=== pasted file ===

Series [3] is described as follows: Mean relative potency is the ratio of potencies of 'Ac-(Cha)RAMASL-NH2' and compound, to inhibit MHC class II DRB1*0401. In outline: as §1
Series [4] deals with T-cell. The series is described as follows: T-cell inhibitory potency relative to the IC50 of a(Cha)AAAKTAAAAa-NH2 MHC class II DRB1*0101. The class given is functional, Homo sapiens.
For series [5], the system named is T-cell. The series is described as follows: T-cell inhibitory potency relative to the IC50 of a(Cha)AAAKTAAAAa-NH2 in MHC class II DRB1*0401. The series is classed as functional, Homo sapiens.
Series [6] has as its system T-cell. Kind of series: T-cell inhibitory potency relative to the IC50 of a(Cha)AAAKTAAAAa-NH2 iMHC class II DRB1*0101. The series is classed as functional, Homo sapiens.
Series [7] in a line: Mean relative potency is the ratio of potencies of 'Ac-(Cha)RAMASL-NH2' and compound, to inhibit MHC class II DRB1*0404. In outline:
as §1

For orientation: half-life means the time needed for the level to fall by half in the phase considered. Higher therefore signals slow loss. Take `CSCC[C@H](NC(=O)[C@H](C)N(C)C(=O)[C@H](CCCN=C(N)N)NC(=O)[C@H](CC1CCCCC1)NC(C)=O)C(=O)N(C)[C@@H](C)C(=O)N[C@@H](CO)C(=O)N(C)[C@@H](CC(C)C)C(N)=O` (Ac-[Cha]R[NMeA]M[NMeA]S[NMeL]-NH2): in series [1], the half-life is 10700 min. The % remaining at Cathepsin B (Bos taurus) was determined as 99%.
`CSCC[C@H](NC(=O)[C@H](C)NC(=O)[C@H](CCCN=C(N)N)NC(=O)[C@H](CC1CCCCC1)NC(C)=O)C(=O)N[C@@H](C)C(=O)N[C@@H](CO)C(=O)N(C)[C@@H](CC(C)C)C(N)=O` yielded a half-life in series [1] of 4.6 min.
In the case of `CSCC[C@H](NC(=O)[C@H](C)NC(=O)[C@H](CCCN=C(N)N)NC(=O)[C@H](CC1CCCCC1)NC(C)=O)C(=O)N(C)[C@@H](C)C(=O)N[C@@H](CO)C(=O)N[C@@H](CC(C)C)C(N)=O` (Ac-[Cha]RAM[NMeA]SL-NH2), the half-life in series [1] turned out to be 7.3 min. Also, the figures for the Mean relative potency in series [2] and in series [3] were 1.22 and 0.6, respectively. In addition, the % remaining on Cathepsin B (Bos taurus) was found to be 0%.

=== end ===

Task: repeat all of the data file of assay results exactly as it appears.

Series [3] is described as follows: Mean relative potency is the ratio of potencies of 'Ac-(Cha)RAMASL-NH2' and compound, to inhibit MHC class II DRB1*0401. In outline: as §1
Series [4] deals with T-cell. The series is described as follows: T-cell inhibitory potency relative to the IC50 of a(Cha)AAAKTAAAAa-NH2 MHC class II DRB1*0101. The class given is functional, Homo sapiens.
For series [5], the system named is T-cell. The series is described as follows: T-cell inhibitory potency relative to the IC50 of a(Cha)AAAKTAAAAa-NH2 in MHC class II DRB1*0401. The series is classed as functional, Homo sapiens.
Series [6] has as its system T-cell. Kind of series: T-cell inhibitory potency relative to the IC50 of a(Cha)AAAKTAAAAa-NH2 iMHC class II DRB1*0101. The series is classed as functional, Homo sapiens.
Series [7] in a line: Mean relative potency is the ratio of potencies of 'Ac-(Cha)RAMASL-NH2' and compound, to inhibit MHC class II DRB1*0404. In outline:
as §1

For orientation: half-life means the time needed for the level to fall by half in the phase considered. Higher therefore signals slow loss. Take `CSCC[C@H](NC(=O)[C@H](C)N(C)C(=O)[C@H](CCCN=C(N)N)NC(=O)[C@H](CC1CCCCC1)NC(C)=O)C(=O)N(C)[C@@H](C)C(=O)N[C@@H](CO)C(=O)N(C)[C@@H](CC(C)C)C(N)=O` (Ac-[Cha]R[NMeA]M[NMeA]S[NMeL]-NH2): in series [1], the half-life is 10700 min. The % remaining at Cathepsin B (Bos taurus) was determined as 99%.
`CSCC[C@H](NC(=O)[C@H](C)NC(=O)[C@H](CCCN=C(N)N)NC(=O)[C@H](CC1CCCCC1)NC(C)=O)C(=O)N[C@@H](C)C(=O)N[C@@H](CO)C(=O)N(C)[C@@H](CC(C)C)C(N)=O` yielded a half-life in series [1] of 4.6 min.
In the case of `CSCC[C@H](NC(=O)[C@H](C)NC(=O)[C@H](CCCN=C(N)N)NC(=O)[C@H](CC1CCCCC1)NC(C)=O)C(=O)N(C)[C@@H](C)C(=O)N[C@@H](CO)C(=O)N[C@@H](CC(C)C)C(N)=O` (Ac-[Cha]RAM[NMeA]SL-NH2), the half-life in series [1] turned out to be 7.3 min. Also, the figures for the Mean relative potency in series [2] and in series [3] were 1.22 and 0.6, respectively. In addition, the % remaining on Cathepsin B (Bos taurus) was found to be 0%.